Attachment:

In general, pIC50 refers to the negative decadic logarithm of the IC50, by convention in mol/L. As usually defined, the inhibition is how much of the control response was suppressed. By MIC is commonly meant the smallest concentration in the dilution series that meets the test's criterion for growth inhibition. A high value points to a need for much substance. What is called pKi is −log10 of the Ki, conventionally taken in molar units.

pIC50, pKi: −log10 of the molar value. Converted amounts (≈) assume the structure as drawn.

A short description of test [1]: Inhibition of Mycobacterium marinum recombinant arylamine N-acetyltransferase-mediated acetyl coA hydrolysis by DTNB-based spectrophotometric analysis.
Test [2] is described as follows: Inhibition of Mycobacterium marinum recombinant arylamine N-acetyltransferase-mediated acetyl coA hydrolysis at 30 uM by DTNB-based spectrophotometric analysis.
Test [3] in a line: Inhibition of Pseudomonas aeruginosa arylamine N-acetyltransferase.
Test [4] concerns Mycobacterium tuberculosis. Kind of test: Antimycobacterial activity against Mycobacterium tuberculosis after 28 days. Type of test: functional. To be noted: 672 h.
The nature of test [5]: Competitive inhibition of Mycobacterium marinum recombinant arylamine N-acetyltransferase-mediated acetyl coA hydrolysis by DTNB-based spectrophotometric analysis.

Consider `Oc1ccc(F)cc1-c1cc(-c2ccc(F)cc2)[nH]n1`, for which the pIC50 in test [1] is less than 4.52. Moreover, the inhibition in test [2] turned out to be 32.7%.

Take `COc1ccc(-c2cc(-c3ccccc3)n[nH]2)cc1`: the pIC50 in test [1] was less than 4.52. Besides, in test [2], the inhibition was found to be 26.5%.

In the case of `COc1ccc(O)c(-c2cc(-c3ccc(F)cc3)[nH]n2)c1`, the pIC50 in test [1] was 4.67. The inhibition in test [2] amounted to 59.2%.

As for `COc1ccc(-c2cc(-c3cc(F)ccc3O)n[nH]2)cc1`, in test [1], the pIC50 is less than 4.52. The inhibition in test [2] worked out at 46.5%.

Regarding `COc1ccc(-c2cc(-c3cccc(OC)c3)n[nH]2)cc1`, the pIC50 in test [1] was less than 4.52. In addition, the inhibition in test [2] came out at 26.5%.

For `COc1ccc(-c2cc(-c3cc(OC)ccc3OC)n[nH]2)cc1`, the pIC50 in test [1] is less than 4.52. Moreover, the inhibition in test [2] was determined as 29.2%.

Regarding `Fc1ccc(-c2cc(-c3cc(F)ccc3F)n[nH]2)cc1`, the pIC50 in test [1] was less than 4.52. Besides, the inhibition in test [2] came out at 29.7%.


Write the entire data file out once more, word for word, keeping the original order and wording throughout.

In general, pIC50 refers to the negative decadic logarithm of the IC50, by convention in mol/L. As usually defined, the inhibition is how much of the control response was suppressed. By MIC is commonly meant the smallest concentration in the dilution series that meets the test's criterion for growth inhibition. A high value points to a need for much substance. What is called pKi is −log10 of the Ki, conventionally taken in molar units.

pIC50, pKi: −log10 of the molar value. Converted amounts (≈) assume the structure as drawn.

A short description of test [1]: Inhibition of Mycobacterium marinum recombinant arylamine N-acetyltransferase-mediated acetyl coA hydrolysis by DTNB-based spectrophotometric analysis.
Test [2] is described as follows: Inhibition of Mycobacterium marinum recombinant arylamine N-acetyltransferase-mediated acetyl coA hydrolysis at 30 uM by DTNB-based spectrophotometric analysis.
Test [3] in a line: Inhibition of Pseudomonas aeruginosa arylamine N-acetyltransferase.
Test [4] concerns Mycobacterium tuberculosis. Kind of test: Antimycobacterial activity against Mycobacterium tuberculosis after 28 days. Type of test: functional. To be noted: 672 h.
The nature of test [5]: Competitive inhibition of Mycobacterium marinum recombinant arylamine N-acetyltransferase-mediated acetyl coA hydrolysis by DTNB-based spectrophotometric analysis.

Consider `Oc1ccc(F)cc1-c1cc(-c2ccc(F)cc2)[nH]n1`, for which the pIC50 in test [1] is less than 4.52. Moreover, the inhibition in test [2] turned out to be 32.7%.

Take `COc1ccc(-c2cc(-c3ccccc3)n[nH]2)cc1`: the pIC50 in test [1] was less than 4.52. Besides, in test [2], the inhibition was found to be 26.5%.

In the case of `COc1ccc(O)c(-c2cc(-c3ccc(F)cc3)[nH]n2)c1`, the pIC50 in test [1] was 4.67. The inhibition in test [2] amounted to 59.2%.

As for `COc1ccc(-c2cc(-c3cc(F)ccc3O)n[nH]2)cc1`, in test [1], the pIC50 is less than 4.52. The inhibition in test [2] worked out at 46.5%.

Regarding `COc1ccc(-c2cc(-c3cccc(OC)c3)n[nH]2)cc1`, the pIC50 in test [1] was less than 4.52. In addition, the inhibition in test [2] came out at 26.5%.

For `COc1ccc(-c2cc(-c3cc(OC)ccc3OC)n[nH]2)cc1`, the pIC50 in test [1] is less than 4.52. Moreover, the inhibition in test [2] was determined as 29.2%.

Regarding `Fc1ccc(-c2cc(-c3cc(F)ccc3F)n[nH]2)cc1`, the pIC50 in test [1] was less than 4.52. Besides, the inhibition in test [2] came out at 29.7%.